For amateur musicians, Apple has long been considered the easiest path to making music. German company Magix is working at changing that, with the recent release of Magix Music Jam for both Android and Windows tablets. This software allows users to take preexisting loops and beats and arrange and manipulate them to make their own creations. Once you make a quick and easy musical creation on the go, where do you go from there? Magix’s new Music Maker 2014 provides a robust answer.
The folks over at Magix were kind enough to provide me a sample of Music Maker Premium 2014 to put through its paces. As a musician and songwriter with a home studio, I have used a number of music programs, though I hadn’t tried a Music Maker title since its early days. As I’m a guitarist, most of my recording is from analog sources, and while I do use loops and some electronic accompaniment, the majority of my work involves wave editing. That being said, I thought it was time to give Music Maker another look.
Whereas Music Maker Jam is designed to be a really easy to use and portable arrangement tool, Music Maker 2014 can appear a little intimidating at first glance. Luckily, it’s not quite as complicated as it initially appears. Music Maker Premium 2014 is loaded with stuff to get you started. The premium version comes with 10 soundpools as opposed six in the regular edition. These are basically instrumentation groupings of a particular genre that are all designed to work together. Additional ones can be purchased separately. A few of those included are “Electro Lounge,” “Hip Hop Vol. 15,” and “Metal Vol. 2.”
Within these soundpools are a number of instruments with various recorded loops. For example, the Metal Vol. 2 grouping has nine different instruments to choose from: bass, drums, FX, guitar, keys, orchestral, pads, synth, and vocals. Each of these has between three and 50 loops that automatically fit with everything else in the soundpool. If you want to mix them with something else, there are a number of tools you can use to alter them. The loops consist of both audio samples and midi files, and there are slight differences in how you manipulate the two types.
The root of Music Maker is in the samples arrangement, and as such the program is still geared mainly towards that end. That being said, the program does allow live recording and includes Music Editor 3 which allows you to clean up and trim audio recordings. The strange part about that is that the core Music Maker program actually offers more manipulation options than the editor. There is also a midi editor included and a keyboard option to let you compose on your own. Included with Music Maker Premium 2014 are a ton of midi instrumentation choices as well as VST support.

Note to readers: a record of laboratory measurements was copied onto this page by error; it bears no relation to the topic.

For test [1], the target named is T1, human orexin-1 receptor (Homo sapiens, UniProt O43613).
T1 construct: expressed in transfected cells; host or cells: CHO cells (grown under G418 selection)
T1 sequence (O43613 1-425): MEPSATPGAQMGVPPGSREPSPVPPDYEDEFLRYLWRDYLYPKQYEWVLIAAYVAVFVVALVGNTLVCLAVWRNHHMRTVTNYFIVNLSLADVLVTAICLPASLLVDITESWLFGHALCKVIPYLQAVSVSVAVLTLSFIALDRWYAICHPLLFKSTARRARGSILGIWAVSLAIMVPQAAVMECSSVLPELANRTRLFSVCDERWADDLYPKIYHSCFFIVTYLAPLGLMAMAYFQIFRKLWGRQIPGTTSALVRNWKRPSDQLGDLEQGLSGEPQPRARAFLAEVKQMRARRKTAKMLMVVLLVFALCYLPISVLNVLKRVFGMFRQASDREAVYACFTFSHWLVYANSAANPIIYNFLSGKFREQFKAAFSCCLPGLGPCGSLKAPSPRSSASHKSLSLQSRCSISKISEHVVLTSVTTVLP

Magix Music Maker 2014 Premium does allow for unlimited tracks, though eventually your computing power will dictate how many files you can manipulate at one time. With more than 6,000 sounds and loops, Magix gives you everything you need to start making music. Everything except for time. In some ways, Music Maker 14 is pretty easy to use, in others it can be kind of maddening. It took me quite a while to be able to record and mix an acoustic guitar piece with some of the prerecorded samples. This was chiefly due to the music editor not being well integrated into the main program.
Once you have your work assembled, at least in the most basic sense, the effects you can add are presented in an analog pedal or amplifier skin which allows you to set the component levels. This may make the program look less intimidating, but the combo effects can make finding the right package for particular adjustments difficult. As with many content creation packages, there is no substitute for just spending lots of time with the program until you can figure out how to make it do what you want. Though Music Maker will let you off the sample and loop arrangement rails, it doesn’t make it terribly easy for you.
I’ve been using the same edition of recording software for over a decade and after a couple of weeks with Music Maker Premium 2014, I’m not entirely sure that I would be willing to change over my home studio computer. While Music Maker does make some clean arrangements, and the licensing does allow a couple of installs, to take advantage of Live Performer, the wave file recording and editing leaves a bit to be desired. What each person does with music is very personal and varied, so what is great for one may not work as well for another. If you love what you can do with Music Maker Jam, but want to be able to do a lot more, Music Maker 2014 is definitely for you. The program will even allow you to import your portable creations from Music Maker Jam.Powered by Sidelines